A technical snag, with the new system going kaput when pumping was attempted on Tuesday, has taken the works into the seventh day.
A normal disruption in water supply in parts of the city last week has turned into a major water shortage with cascading effects on several areas.
The disruption, officially announced by the Kerala Water Authority (KWA) last Saturday, due to the pipe-laying works near the Maruthankuzhy bridge, entered its seventh day on Friday. Though officials asserted that the situation would be back to normal by Saturday, the public is not ready to buy the theory.
The official version was that the disruption would continue for three days. However, a technical snag, with the new system going kaput when pumping was attempted on Tuesday, has taken the works into the seventh day. Now, according to assistant executive engineer Ajay Kumar, only “a few clamps remained to be fixed and water supply will be restored by Saturday morning.”
Though the work was expected to affect only areas such as Vellayambalam, Mettukada, Valiyasala, and Vazhuthacaud, complaints of water shortage started cropping up from Sasthamangalam, Thirumala, Kowdiar, Kumarapuram, PTP Nagar, and Jagathy, from Wednesday.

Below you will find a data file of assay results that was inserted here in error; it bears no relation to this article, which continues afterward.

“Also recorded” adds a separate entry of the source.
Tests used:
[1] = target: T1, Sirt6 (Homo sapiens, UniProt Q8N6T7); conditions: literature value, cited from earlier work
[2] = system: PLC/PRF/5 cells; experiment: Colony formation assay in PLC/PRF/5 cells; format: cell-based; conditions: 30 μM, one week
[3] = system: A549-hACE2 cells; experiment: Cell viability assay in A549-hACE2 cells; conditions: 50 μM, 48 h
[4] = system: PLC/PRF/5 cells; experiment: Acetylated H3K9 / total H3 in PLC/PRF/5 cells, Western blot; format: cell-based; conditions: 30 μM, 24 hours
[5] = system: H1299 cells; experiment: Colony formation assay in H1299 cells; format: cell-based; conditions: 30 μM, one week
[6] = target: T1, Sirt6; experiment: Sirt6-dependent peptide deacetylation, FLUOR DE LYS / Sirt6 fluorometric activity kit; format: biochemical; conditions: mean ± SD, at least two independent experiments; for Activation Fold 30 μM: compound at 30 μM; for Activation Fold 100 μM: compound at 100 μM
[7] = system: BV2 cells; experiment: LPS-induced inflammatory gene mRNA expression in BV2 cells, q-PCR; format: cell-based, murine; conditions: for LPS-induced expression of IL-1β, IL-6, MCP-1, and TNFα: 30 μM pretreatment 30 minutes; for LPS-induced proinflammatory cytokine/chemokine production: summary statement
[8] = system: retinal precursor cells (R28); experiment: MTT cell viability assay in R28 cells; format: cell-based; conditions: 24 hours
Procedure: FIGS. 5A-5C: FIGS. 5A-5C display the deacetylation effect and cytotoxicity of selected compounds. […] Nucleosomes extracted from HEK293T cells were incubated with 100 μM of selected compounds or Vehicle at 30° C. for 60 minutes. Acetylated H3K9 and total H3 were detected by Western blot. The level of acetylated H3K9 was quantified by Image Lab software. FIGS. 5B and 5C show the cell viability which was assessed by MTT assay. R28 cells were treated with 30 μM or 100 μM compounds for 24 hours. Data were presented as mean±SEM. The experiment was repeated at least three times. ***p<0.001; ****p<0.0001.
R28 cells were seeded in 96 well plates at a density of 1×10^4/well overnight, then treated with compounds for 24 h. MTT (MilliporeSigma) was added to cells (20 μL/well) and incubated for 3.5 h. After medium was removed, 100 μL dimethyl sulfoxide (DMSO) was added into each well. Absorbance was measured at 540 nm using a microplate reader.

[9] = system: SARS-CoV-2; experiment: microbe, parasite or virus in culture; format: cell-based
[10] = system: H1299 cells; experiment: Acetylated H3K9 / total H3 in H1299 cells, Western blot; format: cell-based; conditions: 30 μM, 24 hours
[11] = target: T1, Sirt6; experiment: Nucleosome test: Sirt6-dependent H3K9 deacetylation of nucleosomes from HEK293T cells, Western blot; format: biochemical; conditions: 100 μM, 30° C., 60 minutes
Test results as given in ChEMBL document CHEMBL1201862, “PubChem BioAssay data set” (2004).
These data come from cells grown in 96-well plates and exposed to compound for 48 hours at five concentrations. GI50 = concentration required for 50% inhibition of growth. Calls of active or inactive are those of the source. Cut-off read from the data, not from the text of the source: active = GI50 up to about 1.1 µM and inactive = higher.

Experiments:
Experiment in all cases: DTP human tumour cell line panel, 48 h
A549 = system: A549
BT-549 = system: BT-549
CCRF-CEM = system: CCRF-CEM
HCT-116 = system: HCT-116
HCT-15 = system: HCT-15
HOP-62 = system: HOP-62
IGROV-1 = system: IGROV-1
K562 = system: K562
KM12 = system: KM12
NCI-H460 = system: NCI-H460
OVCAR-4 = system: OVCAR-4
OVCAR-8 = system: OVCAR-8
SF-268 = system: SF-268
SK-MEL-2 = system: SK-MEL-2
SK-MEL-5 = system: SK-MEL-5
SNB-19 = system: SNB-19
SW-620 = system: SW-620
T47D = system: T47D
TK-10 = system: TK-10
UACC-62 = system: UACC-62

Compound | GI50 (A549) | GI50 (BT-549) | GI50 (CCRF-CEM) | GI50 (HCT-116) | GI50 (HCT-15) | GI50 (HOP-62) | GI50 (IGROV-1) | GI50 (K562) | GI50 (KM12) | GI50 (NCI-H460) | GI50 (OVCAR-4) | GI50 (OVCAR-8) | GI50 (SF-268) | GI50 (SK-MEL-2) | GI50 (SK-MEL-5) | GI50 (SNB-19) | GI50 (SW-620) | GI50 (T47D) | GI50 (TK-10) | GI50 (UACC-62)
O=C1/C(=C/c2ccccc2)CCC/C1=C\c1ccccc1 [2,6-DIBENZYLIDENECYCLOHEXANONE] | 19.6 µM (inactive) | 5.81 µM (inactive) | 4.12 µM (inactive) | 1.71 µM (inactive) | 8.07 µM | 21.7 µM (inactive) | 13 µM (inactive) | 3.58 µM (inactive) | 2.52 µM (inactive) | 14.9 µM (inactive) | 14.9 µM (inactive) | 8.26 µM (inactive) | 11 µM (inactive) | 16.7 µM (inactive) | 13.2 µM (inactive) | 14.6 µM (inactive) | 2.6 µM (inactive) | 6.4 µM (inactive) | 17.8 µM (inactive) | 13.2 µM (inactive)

‘We were not informed’
Though officials insisted that only elevated areas surrounding Maruthankuzhy were affected, newspaper offices have been receiving calls from other areas as well, with many coming down heavily on the KWA for not alerting the public after it was known that the disruption would continue. Several consumers pointed out that the alternative arrangements made by the KWA were inadequate.
Some from Sasthamangalam said they had to call in private tankers paying unjustified sums because the KWA tankers could not reach their houses.
“The KWA has only two big tankers and those cannot enter our bylanes. They did not arrange for smaller tankers and so we had to call in private tankers,” said one caller.
KWA has promised supply restoration by Saturday. It will be known then whether the complaints from the other areas were due to the work at Maruthankuzhy, as some officials suggested, or whether there are other issues affecting normal supply in the city.